There's also the define/defun question: for (named-λ f (a b) body), do you write (f a b ⇒ body) or (f (a b) ⇒ body)? In prefix syntax, I prefer a separate λ-list: I find (defun f (x) ...) easier to read than (define (f x) ...), because the function name is not mixed in with the semantically different argument names. But in infix I would rather dispose of the parentheses and write the Haskell-like f x = .... This pattern holds for non-defining forms too: I like named-λ to separate the name from the λ-list, but this just looks silly in infix.

The define style also has the advantage that it generalizes nicely to recursive bindings of non-functions:

endless x = (l ⇒ (lcons x l))

Now, does that look familiar? It's the infix version of SRFI-31's rec!

Update 7 Sep: It turns out C# 3.0 has infix lambda, and calls it =>.

Arc gets I/O right

In any significant program, a great deal of code is spent on two activities that have very little intrinsic interest: I/O and error handling. This makes them good targets for language design. If a language can make these two areas easier, it can remove a significant part of the accidental complexity of programs. Conversely, a language in which either is difficult is a language in which effort is wasted on uninteresting problems.

This is where Arc is good. Many parts of it are hacky or just not there yet, but its I/O library is strikingly convenient. There's a lot there worth seeing and maybe stealing. In particular:

  • The whole-file I/O routines, starting with readfile, are a great idea - usually what you want in a file is to read the whole thing. There should be one (file?) for reading the whole file as a string too. (The point here is not that they read the whole file in one piece, but that they handle the opening and closing - all they need is the filename.)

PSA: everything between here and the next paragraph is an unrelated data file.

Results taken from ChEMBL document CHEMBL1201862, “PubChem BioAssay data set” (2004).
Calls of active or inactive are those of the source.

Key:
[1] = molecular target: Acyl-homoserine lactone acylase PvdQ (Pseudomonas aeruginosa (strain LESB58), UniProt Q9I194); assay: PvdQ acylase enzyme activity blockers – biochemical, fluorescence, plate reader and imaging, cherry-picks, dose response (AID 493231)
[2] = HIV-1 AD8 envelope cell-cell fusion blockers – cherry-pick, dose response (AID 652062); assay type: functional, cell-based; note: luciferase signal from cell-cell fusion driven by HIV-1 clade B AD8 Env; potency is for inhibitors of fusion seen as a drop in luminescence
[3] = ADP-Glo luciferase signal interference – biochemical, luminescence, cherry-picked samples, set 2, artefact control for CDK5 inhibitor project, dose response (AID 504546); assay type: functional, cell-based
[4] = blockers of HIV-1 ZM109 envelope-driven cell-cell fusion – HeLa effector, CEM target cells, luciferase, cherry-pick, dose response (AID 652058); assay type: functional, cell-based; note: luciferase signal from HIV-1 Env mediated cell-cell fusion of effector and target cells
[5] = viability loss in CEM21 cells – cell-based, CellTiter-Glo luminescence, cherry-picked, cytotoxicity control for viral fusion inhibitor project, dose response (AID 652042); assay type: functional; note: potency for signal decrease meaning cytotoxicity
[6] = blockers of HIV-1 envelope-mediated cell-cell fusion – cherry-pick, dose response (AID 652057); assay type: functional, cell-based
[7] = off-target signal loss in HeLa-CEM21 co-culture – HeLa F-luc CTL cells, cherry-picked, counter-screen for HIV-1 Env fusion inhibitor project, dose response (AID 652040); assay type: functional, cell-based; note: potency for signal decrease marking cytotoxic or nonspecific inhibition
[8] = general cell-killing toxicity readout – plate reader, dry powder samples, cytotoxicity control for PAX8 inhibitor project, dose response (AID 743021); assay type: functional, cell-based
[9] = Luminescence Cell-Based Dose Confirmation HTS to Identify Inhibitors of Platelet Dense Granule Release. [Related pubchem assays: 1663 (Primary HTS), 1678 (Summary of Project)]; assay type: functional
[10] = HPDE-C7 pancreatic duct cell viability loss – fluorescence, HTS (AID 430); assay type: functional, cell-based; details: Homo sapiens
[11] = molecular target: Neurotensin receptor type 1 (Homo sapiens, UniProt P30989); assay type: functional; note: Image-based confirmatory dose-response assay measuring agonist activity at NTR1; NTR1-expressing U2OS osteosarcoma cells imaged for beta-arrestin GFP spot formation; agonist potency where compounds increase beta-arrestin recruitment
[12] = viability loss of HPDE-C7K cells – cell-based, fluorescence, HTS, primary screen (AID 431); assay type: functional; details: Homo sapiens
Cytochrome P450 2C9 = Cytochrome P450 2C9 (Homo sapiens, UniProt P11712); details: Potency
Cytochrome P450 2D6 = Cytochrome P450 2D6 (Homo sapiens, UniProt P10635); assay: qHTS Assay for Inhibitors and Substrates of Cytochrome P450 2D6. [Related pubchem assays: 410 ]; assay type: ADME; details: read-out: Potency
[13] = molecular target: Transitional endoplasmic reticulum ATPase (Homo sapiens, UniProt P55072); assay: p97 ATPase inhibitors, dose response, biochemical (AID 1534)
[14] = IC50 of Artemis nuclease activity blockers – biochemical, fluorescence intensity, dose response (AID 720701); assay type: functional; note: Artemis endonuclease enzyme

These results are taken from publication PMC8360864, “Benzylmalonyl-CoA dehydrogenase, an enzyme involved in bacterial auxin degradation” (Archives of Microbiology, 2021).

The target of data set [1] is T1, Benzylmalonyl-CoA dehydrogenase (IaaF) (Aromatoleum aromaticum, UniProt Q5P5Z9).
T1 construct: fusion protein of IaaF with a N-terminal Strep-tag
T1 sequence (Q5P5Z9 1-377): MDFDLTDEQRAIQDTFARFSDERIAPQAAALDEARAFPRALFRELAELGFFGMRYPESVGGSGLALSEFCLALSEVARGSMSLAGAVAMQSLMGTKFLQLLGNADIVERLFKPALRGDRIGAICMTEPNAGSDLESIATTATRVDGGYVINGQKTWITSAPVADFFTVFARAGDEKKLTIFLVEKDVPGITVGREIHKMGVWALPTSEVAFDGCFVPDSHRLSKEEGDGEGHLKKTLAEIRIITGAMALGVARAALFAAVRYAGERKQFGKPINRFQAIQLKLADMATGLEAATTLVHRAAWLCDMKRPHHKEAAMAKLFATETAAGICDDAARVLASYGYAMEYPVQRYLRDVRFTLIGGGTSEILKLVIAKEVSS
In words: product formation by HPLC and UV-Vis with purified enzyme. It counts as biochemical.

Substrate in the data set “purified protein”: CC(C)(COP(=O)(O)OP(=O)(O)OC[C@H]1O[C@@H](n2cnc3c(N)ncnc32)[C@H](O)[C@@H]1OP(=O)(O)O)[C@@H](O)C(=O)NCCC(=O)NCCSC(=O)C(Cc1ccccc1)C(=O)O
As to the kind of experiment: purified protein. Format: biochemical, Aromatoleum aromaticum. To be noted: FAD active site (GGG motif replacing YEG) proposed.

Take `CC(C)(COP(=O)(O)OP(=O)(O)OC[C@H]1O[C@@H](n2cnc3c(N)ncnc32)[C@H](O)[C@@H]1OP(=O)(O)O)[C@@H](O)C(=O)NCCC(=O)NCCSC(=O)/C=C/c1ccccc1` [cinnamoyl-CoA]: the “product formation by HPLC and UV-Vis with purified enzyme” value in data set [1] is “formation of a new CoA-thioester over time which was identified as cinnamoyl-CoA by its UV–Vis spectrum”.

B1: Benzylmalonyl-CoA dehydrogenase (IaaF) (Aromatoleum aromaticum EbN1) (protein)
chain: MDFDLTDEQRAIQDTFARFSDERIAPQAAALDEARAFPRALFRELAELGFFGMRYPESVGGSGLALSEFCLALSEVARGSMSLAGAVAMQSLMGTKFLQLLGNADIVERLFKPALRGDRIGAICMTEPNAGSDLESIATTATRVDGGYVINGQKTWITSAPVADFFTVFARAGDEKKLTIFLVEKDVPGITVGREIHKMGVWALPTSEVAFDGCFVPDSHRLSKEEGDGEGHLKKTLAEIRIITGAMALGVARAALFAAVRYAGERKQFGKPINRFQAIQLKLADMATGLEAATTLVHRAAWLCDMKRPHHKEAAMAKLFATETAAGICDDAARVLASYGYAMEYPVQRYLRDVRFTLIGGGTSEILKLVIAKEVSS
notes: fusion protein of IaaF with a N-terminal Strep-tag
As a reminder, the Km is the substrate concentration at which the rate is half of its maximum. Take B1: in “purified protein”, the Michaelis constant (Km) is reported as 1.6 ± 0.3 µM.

• infile and outfile are nice and simple. Opening files for reading and writing are quite different operations, and there's no reason to do both with the same function. Getting rid of the mode argument also makes the functions easier to compose. This can go further: the remaining binary, text and append arguments should be separate functions too.
  • Using tostring is much simpler than having an optional stream argument to every output routine. For instance, (tostring (prall thingies "We have ") (when (no done?) (pr " and more coming!"))). Dynamic variables are a perfectly reasonable way to pass arguments, especially those like streams that tend to be used in dynamic scope - so why don't I feel good about this? Are there any cases it handles badly?
  • Printing several values separated by spaces is a common operation (especially in throwaway programs) but it needs a good name. I like prs better than what I was using (prv, for "print values") although it might conflict with other functions like "print to stream".
  • prall is another function I often want, although it feels unwieldy to me, possibly because the second argument is printed before the first. The prefix argument also seems out of place.
  • prf is (format t ...), plus it does string interpolation in case you prefer that. Where's the non-printing format (well, probably fmt in Arc)? This is definitely common enough to deserve a function, not just (tostring (prf ...)).
  • There are some other perlesque string operations - tokens and such. You can never have enough of these (even in Perl).